Hanover, Germany – Continental AG is appointing Dirk Abendroth as chief technology officer (CTO) of the future Continental Automotive group sector effective 1 Jan 2019.
The move is ahead of Conti’s planned merger of its autonomous driving technologies and connected mobility expertise by the end of next year.
Continental Automotive will cover both chassis & safety and interior units, and will be reorganised by 2020 into two business areas of “autonomous driving technologies” and “vehicle networking technologies”. Both business areas will be supported by a newly created central Automotive Research and Development function.
Abendroth, who is joining from future mobility company Byton, will assume responsibility for the associated global R&D function within the automotive group sector.
His areas of expertise include the development of systems for automated driving, connected mobility and electric vehicle drives.
Abendroth will report to CEO Elmar Degenhart.
Commenting on the appointment, Degenhart said Abendroth was a “proven and globally-recognised manager” for the development of automated and connected mobility of the future.
As part of its automotive strategy, Conti said its priorities include “technology trend scouting with a focus on future issues such as automation, zero accidents, connectivity and new mobility services.”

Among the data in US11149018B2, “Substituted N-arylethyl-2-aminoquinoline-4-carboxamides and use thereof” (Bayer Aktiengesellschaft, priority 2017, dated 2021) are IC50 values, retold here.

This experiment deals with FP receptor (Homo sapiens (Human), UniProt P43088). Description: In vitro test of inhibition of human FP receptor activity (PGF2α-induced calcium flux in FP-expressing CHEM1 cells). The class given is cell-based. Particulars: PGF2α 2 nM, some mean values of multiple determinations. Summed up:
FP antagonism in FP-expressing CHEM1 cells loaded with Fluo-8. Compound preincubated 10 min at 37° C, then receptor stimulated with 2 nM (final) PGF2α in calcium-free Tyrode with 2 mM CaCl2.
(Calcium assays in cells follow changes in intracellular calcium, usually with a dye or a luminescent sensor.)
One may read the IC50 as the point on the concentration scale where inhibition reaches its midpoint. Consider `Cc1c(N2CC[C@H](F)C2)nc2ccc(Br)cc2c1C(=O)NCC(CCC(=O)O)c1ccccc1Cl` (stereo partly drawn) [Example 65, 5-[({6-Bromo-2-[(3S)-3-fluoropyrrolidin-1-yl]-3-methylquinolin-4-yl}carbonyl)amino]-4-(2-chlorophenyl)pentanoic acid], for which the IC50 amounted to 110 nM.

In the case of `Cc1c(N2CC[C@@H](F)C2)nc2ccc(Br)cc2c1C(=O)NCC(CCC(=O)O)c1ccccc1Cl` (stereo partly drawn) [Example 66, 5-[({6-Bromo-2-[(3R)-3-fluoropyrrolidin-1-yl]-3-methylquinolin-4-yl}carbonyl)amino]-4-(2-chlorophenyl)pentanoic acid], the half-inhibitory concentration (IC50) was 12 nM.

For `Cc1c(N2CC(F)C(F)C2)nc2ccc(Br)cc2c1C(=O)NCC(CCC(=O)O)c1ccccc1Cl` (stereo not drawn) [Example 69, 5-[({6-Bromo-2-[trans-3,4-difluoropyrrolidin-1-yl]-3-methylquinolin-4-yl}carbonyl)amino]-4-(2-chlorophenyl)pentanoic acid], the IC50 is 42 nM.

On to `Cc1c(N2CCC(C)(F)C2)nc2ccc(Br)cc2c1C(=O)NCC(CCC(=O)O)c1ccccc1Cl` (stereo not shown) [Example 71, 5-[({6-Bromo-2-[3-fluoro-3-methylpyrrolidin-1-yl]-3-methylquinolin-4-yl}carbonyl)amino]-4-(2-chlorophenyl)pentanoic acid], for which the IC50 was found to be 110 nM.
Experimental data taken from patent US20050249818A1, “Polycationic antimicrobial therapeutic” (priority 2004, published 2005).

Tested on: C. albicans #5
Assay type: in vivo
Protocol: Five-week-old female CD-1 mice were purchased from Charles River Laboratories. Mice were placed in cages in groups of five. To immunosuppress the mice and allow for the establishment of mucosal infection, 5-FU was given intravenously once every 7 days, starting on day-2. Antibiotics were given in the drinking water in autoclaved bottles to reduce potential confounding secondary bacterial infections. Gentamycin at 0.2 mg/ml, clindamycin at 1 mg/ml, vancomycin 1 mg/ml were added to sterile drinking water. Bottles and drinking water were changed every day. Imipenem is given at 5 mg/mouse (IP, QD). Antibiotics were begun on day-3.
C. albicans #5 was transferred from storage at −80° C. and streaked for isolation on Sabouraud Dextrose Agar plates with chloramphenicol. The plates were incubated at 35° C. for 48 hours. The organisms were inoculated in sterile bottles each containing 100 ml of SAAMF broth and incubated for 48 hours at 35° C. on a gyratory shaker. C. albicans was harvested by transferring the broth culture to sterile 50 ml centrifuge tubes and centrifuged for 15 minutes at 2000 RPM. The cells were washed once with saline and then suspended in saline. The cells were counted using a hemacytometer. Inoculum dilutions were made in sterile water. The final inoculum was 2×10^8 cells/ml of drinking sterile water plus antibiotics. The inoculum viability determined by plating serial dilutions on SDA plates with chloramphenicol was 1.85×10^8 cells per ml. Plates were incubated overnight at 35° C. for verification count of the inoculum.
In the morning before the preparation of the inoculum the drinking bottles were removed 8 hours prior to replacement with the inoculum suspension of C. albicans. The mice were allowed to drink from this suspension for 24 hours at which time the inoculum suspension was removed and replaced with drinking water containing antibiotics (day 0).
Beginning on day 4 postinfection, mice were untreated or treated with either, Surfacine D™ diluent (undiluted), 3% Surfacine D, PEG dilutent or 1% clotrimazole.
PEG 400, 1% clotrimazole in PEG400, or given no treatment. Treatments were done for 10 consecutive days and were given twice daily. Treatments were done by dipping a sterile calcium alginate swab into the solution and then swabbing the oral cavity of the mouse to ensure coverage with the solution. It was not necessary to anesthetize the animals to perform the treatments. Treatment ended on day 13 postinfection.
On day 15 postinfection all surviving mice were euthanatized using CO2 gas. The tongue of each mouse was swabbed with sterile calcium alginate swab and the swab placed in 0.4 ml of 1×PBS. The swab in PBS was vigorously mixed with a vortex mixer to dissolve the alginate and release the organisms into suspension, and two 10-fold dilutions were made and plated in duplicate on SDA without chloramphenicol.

The company is also investing in artificial intelligence and new wireless technologies across all its business units.
“The future of mobility requires more and more software. In many pioneering projects, the development of software already accounts for 80% of the expenses,” the Conti CEO added.
According to Degenhart Conti already generates over 60% of its sales in the automotive sector with digital products, and the figure “is rapidly increasing.”
Dirk Abendroth has been responsible for the Powertrain and Autonomous Driving units at Byton since July 2016. His previous employers include BMW in Munich, Germany, where he led the development of electric drives, including drives for the i3 and i8 models.